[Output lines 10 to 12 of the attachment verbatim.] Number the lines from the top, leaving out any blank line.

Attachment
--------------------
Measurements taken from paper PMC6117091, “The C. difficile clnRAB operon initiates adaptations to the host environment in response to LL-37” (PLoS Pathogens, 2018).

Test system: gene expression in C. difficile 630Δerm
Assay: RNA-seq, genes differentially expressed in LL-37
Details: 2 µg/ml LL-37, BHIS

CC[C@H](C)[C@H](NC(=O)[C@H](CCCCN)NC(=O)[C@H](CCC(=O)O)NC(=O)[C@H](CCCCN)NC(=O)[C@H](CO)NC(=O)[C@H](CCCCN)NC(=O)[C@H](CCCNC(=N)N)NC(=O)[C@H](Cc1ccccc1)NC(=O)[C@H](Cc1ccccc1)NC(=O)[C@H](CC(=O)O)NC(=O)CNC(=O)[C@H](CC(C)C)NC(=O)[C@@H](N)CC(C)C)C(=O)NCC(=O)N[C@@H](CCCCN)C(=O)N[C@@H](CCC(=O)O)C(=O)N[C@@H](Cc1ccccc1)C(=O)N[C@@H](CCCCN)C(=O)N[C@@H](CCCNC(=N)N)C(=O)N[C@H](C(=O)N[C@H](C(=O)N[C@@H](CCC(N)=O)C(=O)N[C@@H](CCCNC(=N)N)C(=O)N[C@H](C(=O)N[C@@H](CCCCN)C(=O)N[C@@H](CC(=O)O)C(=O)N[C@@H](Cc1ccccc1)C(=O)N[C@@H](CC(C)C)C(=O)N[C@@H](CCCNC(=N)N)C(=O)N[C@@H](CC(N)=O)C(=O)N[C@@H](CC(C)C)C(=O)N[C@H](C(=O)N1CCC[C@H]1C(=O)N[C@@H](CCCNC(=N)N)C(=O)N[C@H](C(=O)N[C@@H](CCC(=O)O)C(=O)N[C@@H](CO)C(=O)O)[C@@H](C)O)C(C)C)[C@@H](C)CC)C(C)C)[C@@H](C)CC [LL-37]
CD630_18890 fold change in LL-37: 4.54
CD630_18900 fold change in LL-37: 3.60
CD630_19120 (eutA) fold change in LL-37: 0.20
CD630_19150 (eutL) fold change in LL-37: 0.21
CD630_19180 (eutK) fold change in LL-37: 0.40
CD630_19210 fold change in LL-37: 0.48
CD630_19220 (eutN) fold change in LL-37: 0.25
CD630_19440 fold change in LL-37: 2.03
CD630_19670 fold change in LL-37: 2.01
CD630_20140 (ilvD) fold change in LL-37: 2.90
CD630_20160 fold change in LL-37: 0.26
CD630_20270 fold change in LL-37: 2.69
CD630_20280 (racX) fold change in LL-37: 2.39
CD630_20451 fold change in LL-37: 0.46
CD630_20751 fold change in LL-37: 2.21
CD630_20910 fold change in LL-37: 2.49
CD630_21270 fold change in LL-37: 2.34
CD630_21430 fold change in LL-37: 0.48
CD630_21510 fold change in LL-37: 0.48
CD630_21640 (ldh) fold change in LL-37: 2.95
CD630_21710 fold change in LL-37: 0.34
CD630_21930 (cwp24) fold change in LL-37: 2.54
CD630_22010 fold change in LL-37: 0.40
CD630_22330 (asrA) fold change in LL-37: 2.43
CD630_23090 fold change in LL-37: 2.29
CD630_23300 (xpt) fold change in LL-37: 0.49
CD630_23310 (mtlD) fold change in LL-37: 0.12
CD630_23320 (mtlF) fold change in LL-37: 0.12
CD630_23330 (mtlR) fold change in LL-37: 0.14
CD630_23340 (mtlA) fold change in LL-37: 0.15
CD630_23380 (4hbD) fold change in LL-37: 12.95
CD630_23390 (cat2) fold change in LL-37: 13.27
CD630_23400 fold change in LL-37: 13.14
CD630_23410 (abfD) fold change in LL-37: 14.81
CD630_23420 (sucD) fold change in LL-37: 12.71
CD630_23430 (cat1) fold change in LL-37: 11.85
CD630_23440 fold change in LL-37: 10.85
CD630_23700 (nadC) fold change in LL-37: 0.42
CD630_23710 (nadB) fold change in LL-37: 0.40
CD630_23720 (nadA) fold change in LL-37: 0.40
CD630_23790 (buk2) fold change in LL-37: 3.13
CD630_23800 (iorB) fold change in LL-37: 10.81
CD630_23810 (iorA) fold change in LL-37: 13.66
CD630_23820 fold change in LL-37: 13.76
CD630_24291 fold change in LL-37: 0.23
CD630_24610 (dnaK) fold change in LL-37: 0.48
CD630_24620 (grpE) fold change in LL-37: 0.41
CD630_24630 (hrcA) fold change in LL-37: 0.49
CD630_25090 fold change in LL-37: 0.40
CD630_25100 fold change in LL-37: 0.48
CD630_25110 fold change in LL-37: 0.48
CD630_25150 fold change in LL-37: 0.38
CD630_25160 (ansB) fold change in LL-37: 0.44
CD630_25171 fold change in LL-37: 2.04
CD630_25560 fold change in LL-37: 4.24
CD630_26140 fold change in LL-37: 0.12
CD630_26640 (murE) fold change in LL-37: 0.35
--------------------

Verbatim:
CD630_19180 (eutK) fold change in LL-37: 0.40
CD630_19210 fold change in LL-37: 0.48
CD630_19220 (eutN) fold change in LL-37: 0.25